mon 23/09/2019

Leaving Neverland: Michael Jackson and Me, Channel 4 review - sordid revelations from the court of the King of Pop | reviews, news & interviews

Leaving Neverland: Michael Jackson and Me, Channel 4 review - sordid revelations from the court of the King of Pop

Leaving Neverland: Michael Jackson and Me, Channel 4 review - sordid revelations from the court of the King of Pop

Dan Reed's sprawling documentary makes for sickening viewing

Michael Jackson and the Robson family in 1990 (Wade Robson, front left)

Not just the Peter Pan of Pop, but also its very own Houdini. With the aid of shed-loads of money, an illusion-spinning PR machine and the most aggressive lawyers that money could buy, Michael Jackson managed to make it to his premature exit in 2009 without being sent to jail. Dan Reed’s sprawling two-part documentary Leaving Neverland comes to bury Jackson, and to do posthumously what nobody managed to achieve in his lifetime.

Reed focuses on the stories of two boys who became, for a time – or perhaps forever, considering the terrible emotional legacy it all left them with – Jackson’s pets. Wade Robson, living with his family in Queensland, Australia, was five when he came to the attention of the King of Pop by winning a dance competition with his “Smooth Criminal” impersonation, and was invited onstage by the man himself in Brisbane. “It was like I’d been anointed in some kind of way,” he recalled (pictured below, Jackson and Wade Robson).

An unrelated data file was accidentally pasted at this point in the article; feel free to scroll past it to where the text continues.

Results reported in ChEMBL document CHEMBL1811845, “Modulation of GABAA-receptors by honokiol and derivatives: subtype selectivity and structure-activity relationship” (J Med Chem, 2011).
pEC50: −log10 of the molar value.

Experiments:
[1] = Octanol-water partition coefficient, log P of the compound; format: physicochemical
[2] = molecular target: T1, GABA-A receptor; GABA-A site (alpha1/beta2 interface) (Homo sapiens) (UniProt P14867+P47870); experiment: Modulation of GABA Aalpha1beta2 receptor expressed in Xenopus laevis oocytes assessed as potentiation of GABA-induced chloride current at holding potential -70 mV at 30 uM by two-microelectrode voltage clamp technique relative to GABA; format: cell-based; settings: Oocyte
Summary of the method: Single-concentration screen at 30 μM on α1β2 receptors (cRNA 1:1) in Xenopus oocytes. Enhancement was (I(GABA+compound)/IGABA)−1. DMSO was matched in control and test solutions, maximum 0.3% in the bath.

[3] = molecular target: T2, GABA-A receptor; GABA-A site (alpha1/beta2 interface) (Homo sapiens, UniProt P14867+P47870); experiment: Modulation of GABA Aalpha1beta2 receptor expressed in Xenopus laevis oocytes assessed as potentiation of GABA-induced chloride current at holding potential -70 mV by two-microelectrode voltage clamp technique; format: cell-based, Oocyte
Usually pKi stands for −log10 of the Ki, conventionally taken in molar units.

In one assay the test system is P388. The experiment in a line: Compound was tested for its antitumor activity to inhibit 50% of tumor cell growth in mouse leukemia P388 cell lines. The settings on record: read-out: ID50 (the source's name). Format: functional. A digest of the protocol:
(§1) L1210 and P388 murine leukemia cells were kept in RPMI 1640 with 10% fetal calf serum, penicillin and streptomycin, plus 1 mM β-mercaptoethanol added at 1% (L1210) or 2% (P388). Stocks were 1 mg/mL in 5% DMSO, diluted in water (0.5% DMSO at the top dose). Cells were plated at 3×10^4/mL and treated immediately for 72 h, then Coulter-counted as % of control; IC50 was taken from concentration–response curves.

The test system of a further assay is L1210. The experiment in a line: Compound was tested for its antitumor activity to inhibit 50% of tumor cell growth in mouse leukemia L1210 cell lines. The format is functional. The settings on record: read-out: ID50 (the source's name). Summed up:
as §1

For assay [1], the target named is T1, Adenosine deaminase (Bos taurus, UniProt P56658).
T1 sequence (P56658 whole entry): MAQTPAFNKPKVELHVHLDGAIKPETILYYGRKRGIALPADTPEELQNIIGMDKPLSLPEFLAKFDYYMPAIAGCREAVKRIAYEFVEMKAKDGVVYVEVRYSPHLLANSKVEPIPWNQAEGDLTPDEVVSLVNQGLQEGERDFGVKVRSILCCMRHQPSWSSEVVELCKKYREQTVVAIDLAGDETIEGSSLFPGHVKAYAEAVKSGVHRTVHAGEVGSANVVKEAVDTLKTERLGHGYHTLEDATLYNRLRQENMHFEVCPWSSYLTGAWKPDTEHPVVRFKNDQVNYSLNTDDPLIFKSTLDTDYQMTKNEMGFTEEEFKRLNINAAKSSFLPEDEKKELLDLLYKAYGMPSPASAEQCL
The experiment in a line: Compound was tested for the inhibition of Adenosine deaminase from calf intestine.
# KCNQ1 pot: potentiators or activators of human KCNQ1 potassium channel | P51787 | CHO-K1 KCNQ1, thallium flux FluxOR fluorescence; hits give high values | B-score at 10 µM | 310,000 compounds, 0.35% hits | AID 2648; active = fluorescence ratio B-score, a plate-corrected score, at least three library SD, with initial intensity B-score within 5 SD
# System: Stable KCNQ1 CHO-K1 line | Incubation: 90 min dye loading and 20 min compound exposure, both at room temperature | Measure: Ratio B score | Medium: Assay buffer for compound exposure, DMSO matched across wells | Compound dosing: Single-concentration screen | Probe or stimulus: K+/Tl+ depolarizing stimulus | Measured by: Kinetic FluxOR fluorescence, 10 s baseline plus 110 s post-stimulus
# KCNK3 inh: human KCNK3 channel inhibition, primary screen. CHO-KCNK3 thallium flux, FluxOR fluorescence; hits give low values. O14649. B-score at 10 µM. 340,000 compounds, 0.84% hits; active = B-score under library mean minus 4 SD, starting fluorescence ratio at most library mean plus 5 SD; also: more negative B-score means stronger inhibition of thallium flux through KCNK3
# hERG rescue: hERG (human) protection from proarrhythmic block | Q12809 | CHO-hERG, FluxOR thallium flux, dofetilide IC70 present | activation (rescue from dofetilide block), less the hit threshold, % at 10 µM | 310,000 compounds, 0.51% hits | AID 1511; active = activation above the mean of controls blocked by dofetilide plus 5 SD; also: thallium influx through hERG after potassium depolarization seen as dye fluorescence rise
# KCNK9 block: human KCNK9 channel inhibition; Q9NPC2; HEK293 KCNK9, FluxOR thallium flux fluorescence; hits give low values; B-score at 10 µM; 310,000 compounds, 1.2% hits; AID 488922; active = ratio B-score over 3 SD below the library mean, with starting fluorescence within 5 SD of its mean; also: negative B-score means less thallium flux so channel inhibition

Over in Simi Valley, California, Jimmy Safechuck, the child of a fairly mundane suburban family, met Jackson when the agent his mother had found for him got him a role in one of the star’s Pepsi commercials in 1986. At age nine, Jimmy was delirious with excitement at meeting his idol. “He invited me into his trailer,” he remembered.

Both boys found themselves whisked away on a magic carpet ride. All these years later, their recollections of the extraordinary magnetic aura surrounding Jackson were undimmed, and how being in the brilliant spotlight of his temporarily exclusive favour rendered everything and everybody else irrelevant. Meeting up with the star again when he went with his family to California two years later, where he was going to dance at Disneyland, Robson found himself at Jackson’s Neverland ranch, sleeping with Jackson in his bedroom while his family went off on a trip to the Grand Canyon. “What you’d think would be standard kind of instincts and judgements seemed to go out the window,” he mused. Jackson’s technique of schmoozing the parents while stealthily drawing their boys away from them was seemingly a marvel of diabolical guile. “He just came across as a loving, caring, kind soul,” said Wade’s mother Joy. Mind you, even she drew the line when Jackson asked if she’d leave her son with him for a year.